Although the number of meth users nationally dropped from 731,000 in 2006 to about 353,000 in 2010, increased trafficking by drug cartels is threatening to reverse that trend. As meth became more costly to produce in the U.S., Mexican-organized crime groups increased their production and began using already-established distribution networks to take over the business.
“Our biggest threat that we see is from the Mexican methamphetamine,” Mizell said. “For several years, it’s been increasing. It’s more pure, better quality, and if that is more available and more cheap to use, then you’ll see a rise in use.”
As police in Lawrence note that rise in use, they point to the high cost of the addiction for users and society. Federal reports say the price of a gram of meth has been dropping over the past two years as larger and larger quantities are smuggled into the country, but it still costs anywhere from $80 to $100 per gram in Lawrence. To keep up a daily habit — which often goes around the clock — people will turn to crime.
Police aren’t always able to prove the connection but it often is clear enough to the officers, and numbers tell part of the story, said Sgt. Trent McKinley, a Lawrence Police Department spokesman.
In the past year, burglaries, counterfeiting and forgery crimes have jumped in Lawrence. Burglaries rose from 533 in 2011 to 636 in 2012, partly driven by a rash of home burglaries last summer. Forgeries of checks, counterfeit bills and identity thefts, classed together by the police department’s crime analysts, have more than doubled from 137 in 2010 to 281 last year. At the same time, other crimes, such as auto burglaries and shoplifting, have held roughly steady.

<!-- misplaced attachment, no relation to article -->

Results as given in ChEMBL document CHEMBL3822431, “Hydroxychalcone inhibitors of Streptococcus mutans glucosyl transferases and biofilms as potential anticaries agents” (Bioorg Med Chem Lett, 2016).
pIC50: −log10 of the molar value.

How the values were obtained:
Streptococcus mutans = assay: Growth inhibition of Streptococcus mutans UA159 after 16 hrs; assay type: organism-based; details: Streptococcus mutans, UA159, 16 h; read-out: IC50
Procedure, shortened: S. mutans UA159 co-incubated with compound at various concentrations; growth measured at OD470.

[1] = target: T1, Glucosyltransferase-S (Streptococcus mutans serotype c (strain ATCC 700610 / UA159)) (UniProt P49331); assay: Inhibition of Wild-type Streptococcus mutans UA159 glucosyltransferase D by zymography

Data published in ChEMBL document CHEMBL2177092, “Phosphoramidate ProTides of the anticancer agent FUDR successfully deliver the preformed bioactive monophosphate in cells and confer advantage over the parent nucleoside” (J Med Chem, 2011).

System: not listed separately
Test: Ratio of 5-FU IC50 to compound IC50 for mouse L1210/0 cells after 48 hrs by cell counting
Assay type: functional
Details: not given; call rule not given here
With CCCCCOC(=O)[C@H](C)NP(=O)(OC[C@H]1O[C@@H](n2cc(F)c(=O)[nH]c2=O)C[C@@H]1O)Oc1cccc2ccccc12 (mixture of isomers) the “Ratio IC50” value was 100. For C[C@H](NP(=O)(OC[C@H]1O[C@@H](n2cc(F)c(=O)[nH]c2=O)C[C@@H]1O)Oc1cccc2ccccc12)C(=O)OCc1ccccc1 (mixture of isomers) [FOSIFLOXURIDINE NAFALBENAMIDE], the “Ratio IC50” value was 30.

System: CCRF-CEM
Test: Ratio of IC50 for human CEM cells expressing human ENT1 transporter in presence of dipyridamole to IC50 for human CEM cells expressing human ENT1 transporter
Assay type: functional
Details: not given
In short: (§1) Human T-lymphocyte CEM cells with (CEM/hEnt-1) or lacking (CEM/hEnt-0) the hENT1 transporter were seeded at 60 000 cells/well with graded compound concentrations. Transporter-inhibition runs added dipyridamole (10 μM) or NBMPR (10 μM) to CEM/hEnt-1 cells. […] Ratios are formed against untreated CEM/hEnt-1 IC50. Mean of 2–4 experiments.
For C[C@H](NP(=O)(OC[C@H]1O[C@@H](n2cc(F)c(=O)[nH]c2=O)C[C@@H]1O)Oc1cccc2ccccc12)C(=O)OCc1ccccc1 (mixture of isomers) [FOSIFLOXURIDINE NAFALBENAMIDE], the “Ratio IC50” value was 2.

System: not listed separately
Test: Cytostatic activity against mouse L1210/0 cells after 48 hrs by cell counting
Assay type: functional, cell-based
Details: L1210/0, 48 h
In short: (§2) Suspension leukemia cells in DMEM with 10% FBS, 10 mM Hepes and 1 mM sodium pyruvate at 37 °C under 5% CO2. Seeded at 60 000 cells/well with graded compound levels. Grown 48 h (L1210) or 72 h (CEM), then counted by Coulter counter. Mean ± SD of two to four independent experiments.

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Lawrence police officer Shannon Riggs, investigating drugs in Lawrence, said he has arrested some people repeatedly, for numerous crimes, who are obviously using meth and admit it. The Mexican “ice” being sold in Lawrence is different animal from what’s been here before, and the effect on users is distinctive, he said.
“Once they start going on ice, after they’ve been using crappy dope for a while, the addiction just takes off,” Riggs said. After days and days of use, paranoia and psychosis set in. People will do things they ordinarily wouldn’t.
“They go through people’s trash, find a check book, and they just go out forging. These people are responsible for 30 cases in the past month,” he said. “It’s nonstop.”
Watching and waiting
So far, staff at local drug rehabilitation centers say they haven’t seen a big increase in new arrivals addicted to meth, but there are indications that could change.
Jen Jordan, DCCCA’s director of the regional prevention center, usually gives education presentations on the dangers of alcohol and other drugs, but says she’s now been asked to talk about meth again, to a group of Native American students who have been increasingly coming into contact with the drug when it is smuggled across the border from Mexico and into Native American reservations.
“We haven’t had a lot of requests for that, except recently,” Jordan said. “I’m hoping it’s kind of died down.”
Riggs said he hopes so, too, but the evidence suggests things will get worse here before they get better. The destruction caused by meth is something he’s seen before, having come to Lawrence in 2002 from Cherokee County in southeastern Kansas, one of the areas hit the hardest by the meth epidemic. His specialty there was investigating and clearing out meth labs, often homes that had become uninhabitable, and fire hazards, from toxic chemicals.
“There would be kids in these places. I saw it a lot,” he said. “I’m just kind of laying back and waiting, when and if it comes,” he said. “I hope it doesn’t, but I think it will.”